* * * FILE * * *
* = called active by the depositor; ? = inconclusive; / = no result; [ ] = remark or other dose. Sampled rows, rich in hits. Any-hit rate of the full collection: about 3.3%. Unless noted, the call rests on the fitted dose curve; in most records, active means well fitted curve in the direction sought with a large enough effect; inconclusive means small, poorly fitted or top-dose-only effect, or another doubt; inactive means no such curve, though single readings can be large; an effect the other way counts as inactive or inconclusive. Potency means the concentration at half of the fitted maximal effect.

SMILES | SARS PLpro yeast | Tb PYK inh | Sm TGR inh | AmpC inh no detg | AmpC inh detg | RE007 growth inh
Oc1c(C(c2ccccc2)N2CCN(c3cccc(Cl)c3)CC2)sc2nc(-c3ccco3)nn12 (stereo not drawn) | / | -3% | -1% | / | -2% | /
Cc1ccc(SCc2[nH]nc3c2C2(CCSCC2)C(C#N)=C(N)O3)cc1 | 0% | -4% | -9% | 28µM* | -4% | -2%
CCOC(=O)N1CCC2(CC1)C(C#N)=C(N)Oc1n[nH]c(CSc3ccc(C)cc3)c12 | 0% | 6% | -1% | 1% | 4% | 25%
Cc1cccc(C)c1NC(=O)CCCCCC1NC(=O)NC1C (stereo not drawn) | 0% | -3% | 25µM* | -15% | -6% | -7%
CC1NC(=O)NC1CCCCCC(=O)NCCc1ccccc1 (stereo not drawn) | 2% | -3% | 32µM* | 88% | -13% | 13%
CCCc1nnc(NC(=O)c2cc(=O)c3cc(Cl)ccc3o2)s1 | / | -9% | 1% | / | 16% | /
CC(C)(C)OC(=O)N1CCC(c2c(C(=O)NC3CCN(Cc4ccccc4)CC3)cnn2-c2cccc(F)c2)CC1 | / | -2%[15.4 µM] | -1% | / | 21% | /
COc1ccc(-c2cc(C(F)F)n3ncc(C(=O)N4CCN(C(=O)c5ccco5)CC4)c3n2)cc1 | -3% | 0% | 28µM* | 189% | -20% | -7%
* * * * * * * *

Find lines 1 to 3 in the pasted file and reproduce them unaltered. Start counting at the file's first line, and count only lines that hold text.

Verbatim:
* = called active by the depositor; ? = inconclusive; / = no result; [ ] = remark or other dose. Sampled rows, rich in hits. Any-hit rate of the full collection: about 3.3%. Unless noted, the call rests on the fitted dose curve; in most records, active means well fitted curve in the direction sought with a large enough effect; inconclusive means small, poorly fitted or top-dose-only effect, or another doubt; inactive means no such curve, though single readings can be large; an effect the other way counts as inactive or inconclusive. Potency means the concentration at half of the fitted maximal effect.

SMILES | SARS PLpro yeast | Tb PYK inh | Sm TGR inh | AmpC inh no detg | AmpC inh detg | RE007 growth inh
Oc1c(C(c2ccccc2)N2CCN(c3cccc(Cl)c3)CC2)sc2nc(-c3ccco3)nn12 (stereo not drawn) | / | -3% | -1% | / | -2% | /